The Herald Banner, Greenville, TX

March 17, 2013

Huge planned development getting started

By BRAD KELLAR
Herald-Banner Staff

GREENVILLE — A board of directors which will be overseeing the installation of infrastructure for a massive development planned for just west of Greenville, will be meeting for the first time this week.

The board of the Hunt County Municipal Utility District No. 1 is scheduled for an organizational session, which will be open to the public, at 1 p.m. Tuesday at 3401 Private 1173, which is north of U.S. Highway 380 about halfway between Greenville and Farmersville.

 The district has also been referred to as the Walton Development Municipal Utility District (MUD), and is an approximately 6,635 acre tract of land, located partially with the extraterritorial jurisdiction of the city of Greenville.

The district is expected to consist of industrial manufacturing and distribution facilities, single family residential and some commercial development.

The board is scheduled Tuesday to hear a report from the developer, elect officers, adopt a resolution designating a location within the district to post notices of meetings, designate an administrative office and meeting places inside and outside of the district and consider approving a developer reimbursement agreement.

Last summer, the City of Greenville announced it was planning to provide the water and sewer service to the district, which eventually will cover an area of almost 13,000 acres, generally bounded by FM 1080 to the north, County Road 1073 to the east, FM 3211 to the south and FM 36 to the west.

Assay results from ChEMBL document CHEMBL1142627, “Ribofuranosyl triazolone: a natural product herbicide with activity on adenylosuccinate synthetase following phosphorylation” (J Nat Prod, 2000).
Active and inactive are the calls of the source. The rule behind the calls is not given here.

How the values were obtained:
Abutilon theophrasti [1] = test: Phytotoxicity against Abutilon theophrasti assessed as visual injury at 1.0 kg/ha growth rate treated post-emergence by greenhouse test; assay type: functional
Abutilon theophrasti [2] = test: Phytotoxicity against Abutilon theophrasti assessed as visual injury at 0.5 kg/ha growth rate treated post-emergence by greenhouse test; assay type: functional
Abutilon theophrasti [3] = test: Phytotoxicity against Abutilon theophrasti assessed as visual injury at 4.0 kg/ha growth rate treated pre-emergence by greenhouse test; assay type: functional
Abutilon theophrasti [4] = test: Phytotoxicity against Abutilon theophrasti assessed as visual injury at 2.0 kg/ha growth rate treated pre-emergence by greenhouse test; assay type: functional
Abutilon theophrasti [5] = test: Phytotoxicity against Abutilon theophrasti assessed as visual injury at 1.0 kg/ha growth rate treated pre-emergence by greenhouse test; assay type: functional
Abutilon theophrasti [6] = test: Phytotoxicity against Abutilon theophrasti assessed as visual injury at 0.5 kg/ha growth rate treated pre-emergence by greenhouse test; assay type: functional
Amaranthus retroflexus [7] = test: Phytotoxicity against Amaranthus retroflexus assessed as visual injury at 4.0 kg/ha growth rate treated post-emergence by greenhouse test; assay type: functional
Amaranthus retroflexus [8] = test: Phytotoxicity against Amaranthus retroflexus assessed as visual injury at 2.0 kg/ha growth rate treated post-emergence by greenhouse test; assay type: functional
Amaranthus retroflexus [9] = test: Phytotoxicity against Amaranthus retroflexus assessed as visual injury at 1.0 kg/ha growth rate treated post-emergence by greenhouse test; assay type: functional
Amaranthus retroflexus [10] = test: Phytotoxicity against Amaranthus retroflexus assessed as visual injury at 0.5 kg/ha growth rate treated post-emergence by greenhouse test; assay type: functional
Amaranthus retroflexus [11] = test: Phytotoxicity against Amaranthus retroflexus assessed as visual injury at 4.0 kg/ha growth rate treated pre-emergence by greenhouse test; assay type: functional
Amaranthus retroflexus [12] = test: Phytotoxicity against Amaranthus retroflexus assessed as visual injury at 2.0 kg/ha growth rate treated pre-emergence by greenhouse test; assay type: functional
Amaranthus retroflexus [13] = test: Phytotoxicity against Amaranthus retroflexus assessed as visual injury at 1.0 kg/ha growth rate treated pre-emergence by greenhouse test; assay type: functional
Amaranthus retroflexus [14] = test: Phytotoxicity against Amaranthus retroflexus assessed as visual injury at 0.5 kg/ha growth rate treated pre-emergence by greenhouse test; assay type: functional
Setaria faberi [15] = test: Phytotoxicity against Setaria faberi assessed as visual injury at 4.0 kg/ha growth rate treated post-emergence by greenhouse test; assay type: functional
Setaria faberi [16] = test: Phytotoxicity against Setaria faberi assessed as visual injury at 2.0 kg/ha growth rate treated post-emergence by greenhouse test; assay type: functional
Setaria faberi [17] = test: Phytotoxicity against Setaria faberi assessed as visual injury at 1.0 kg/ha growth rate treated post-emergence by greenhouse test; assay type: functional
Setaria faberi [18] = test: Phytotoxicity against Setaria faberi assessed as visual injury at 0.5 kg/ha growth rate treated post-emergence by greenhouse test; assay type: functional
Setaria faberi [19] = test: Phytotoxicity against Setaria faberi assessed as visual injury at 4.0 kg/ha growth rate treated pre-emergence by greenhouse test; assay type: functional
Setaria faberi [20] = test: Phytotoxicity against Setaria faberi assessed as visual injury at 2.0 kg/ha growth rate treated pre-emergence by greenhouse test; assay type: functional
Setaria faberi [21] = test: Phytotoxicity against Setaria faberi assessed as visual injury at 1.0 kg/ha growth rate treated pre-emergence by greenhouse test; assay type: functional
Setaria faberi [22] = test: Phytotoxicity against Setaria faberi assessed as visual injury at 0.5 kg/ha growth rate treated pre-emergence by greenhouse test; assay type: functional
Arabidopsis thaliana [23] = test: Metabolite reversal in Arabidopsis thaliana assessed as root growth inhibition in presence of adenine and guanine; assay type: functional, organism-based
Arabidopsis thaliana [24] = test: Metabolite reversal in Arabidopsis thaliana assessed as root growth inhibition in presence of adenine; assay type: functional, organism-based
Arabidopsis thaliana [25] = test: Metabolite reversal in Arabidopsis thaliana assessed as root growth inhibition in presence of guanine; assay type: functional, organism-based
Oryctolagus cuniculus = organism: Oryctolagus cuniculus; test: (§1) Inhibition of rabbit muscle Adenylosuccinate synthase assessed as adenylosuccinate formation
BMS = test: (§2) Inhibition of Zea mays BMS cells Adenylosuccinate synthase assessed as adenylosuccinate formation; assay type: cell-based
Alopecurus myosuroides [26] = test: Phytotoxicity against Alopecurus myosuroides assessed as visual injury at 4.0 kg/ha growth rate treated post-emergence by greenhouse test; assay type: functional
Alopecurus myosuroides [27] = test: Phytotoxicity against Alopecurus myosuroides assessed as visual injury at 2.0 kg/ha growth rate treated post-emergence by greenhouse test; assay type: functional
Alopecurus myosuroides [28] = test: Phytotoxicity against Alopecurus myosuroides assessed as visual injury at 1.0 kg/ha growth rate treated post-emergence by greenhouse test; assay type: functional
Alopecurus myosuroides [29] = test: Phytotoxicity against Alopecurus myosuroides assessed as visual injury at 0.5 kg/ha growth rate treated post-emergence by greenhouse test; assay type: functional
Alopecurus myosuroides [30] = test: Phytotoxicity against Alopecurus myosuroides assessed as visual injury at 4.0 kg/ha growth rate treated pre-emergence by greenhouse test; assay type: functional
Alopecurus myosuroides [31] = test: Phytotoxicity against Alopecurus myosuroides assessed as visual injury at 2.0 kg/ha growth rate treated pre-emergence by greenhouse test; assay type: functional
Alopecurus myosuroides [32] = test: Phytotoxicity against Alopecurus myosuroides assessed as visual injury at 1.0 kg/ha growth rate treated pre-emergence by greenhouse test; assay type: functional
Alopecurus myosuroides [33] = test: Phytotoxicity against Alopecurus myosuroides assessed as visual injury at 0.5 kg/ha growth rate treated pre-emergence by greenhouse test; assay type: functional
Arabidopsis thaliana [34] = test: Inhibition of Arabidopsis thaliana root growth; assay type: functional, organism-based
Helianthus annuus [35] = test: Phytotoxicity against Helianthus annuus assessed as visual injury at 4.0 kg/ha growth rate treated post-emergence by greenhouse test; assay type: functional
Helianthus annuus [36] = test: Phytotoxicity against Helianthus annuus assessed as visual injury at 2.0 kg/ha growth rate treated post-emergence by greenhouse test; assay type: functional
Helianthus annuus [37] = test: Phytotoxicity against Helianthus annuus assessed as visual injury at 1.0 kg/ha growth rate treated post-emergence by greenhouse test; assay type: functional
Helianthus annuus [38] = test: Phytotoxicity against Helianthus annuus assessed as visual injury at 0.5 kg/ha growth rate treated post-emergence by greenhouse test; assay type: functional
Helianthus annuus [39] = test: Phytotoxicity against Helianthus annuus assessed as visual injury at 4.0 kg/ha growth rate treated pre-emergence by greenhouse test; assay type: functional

The City of Greenville would extend its extra-territorial jurisdiction (ETJ) to eventually include the entire MUD, which would give the city the authority to establish zoning standards for the entire district.

A strategic partnership agreement would allow the city to collect sales taxes from within the MUD and earn additional revenue from the sale of water and sewer services as the area develops, while allowing for the application of the city’s subdivision standards and land use regulations to help govern the development within the district.

The district might someday develop into a small city itself with more than 21,000 units of housing proposed.

MUDs are one way developers can use to help pay for the establishment of infrastructure such as roads as well as water and sewer lines, with bonds sold to pay off the debt incurred through the establishment of an ad valorem tax rate within the district.

The Texas Legislature passed bills creating the Hunt County Municipal Utility District No. 1 in 2011 and voters within the district approved its creation in November of that year.